Honestly I had started a draft, last month! Yet after reading it, I decided to actually start all over.
It was race day! The race would begin at 5a.m. even though I never got up once in all my training to run at this time! I was up by 3:30a.m. the adrenaline was pumping! I was glad to have some friends come, along with my wife of course there with me. Made a difference to have their support!
We arrived to encounter the nearly 600 people that would join me in running (or I them:). The excitement inside of me was now really high. Yet I kept reminding myself to run my race, stick to my game plan and let nothing nor anyone deviate me from running my race.
It was obviously dark but several folks, including myself had little flashlights. I was in the middle of the pack sticking to my pace, watching my heart rate and relying on God for endurance and an ITB syndrome free run! Another concern was the weather. It was expected that it would rain, though as the race began it wasn't raining. But it would come!
I really have to praise God, because as I began to run I just fell into my zone as they say. It was like taking one of my long runs before my injury. Actually it felt a bit smoother because it wasn't as hot or humid and I had trained a lot in very hot and humide weather (easy to do in MS:)
I essentially broke up the race into four parts (mentally): 0-6.5m; 13m (half way), 19-20m, finish line. I felt that this was more of a mental thing for me. I tried to not focus on the finish line, nor mile 20 where many talk about the 'wall' (felt that when I did 26.2 on the treadmill!). I simply thought, "keep strong to 6.5m, then only think about 13.1" and so on. Call it what you want but it works for me.
Amazingly at the half way mark I was feeling good with no ITBS pain! It was raining on and off and though I had good running socks and even applied powder to help prevent blisters. The rain, the wet roads, naturally had my feet wet. Therefore, I could feel a blister forming but simply asked God for help and ignored it. Nothing I could do, plus it wasn't really hurting too bad.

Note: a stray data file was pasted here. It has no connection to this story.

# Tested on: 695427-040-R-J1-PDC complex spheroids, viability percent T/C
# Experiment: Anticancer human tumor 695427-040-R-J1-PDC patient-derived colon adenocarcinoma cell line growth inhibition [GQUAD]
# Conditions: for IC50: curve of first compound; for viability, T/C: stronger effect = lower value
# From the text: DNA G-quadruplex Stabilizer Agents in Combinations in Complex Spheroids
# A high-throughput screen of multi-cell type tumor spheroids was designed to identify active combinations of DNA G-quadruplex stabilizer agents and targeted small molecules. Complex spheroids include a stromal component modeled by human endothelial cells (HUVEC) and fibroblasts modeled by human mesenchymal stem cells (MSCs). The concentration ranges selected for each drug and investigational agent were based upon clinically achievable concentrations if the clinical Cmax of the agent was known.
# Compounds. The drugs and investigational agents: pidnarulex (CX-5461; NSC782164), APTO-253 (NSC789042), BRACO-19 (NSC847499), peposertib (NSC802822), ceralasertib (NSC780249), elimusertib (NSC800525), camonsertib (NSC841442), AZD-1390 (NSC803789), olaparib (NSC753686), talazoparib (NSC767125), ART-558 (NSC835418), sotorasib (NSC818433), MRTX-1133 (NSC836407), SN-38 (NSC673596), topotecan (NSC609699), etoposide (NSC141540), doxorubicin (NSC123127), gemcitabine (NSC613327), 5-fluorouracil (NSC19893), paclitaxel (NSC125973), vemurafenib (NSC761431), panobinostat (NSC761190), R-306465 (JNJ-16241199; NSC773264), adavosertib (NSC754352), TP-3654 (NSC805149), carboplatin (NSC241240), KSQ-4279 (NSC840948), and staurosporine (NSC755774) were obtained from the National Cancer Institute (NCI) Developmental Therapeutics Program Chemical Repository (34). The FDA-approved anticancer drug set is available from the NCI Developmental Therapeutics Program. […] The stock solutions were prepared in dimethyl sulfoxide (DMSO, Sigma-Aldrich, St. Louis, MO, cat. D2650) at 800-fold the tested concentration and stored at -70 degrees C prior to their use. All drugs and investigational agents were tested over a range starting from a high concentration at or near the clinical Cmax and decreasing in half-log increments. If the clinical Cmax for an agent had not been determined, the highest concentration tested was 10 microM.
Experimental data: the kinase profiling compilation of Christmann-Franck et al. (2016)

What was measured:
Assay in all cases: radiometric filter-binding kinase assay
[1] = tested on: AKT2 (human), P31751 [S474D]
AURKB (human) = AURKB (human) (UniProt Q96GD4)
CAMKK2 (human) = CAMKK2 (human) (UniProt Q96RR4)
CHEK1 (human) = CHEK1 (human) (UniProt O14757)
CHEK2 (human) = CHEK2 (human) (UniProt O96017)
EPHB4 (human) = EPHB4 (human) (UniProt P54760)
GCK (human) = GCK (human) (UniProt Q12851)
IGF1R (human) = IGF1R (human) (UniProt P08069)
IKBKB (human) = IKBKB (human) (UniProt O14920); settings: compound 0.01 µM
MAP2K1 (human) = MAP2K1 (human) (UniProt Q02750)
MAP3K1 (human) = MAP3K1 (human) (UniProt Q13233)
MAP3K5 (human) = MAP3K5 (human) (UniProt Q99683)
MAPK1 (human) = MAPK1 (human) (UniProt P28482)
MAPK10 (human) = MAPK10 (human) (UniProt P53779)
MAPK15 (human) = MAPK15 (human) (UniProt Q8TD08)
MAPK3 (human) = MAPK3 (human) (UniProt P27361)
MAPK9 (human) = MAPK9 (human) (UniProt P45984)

My wife and friends were going to meet me at the half way mark, but I got there before them :) so when they realized that I must have come and gone they went out looking for me. They finally found me at around mile 19. Friends by this time I was feeling it and I was going up a hill. Sure it wasn't a very steep one but at nearly 20 miles this is where training was paying off!
|Pushing up the last hill on mile 19|
By mile 25 my ITB wasn't hurting praise God but the thighs were simply burning yet I kept pushing, only 1 mile left and the rain began to pour down! I made the turn toward the finish line and though I was tired I kept pushing and even sped up the last 200 yards or so to the finish line!
No doubt that the parallels (of running a marathon) to one's spiritual life are many:
1. Proper preparation is important~~It is the same with our spiritual lives.
2. Having folks cheering you on helps~~Community and fellowship is a necessity in our spiritual journey.
3. Running a marathon is not just physical it's highly mental~~the spiritual life is a battle for the mind
4. Training for a marathon or other endurance sports you will encounter some tough times, don't get discouraged, stay focused~~our spiritual life is no different, we'll get discouraged, yet we must keep our focus on Jesus!
5. When you sense the finish line is so close you can see it, you will be revived and do what it takes to finish~~Jesus is coming soon, the finish line we can almost see, trust in Him, hold on to Him and He will take you to the finish.
It's been over a month now. I already have another marathon set for next February. I'm still battling some injuries but I've learned and I'm not giving up. I hope to run several more marathons (beyond next Feb.) and I'm beginning to train for an Iron Man (no date for that).
Along the way though, one of the greatest reminders (as previously mentioned) is to fully depend on Jesus in all things. As I mentioned in Pt. 2 my identity is found in Him not in running or anything else. Everyone that finishes a marathon is called a 'marathoner'. I'd rather be known as a committed follower of Jesus, who finished the race and helped many along the way to also finish and finish strong...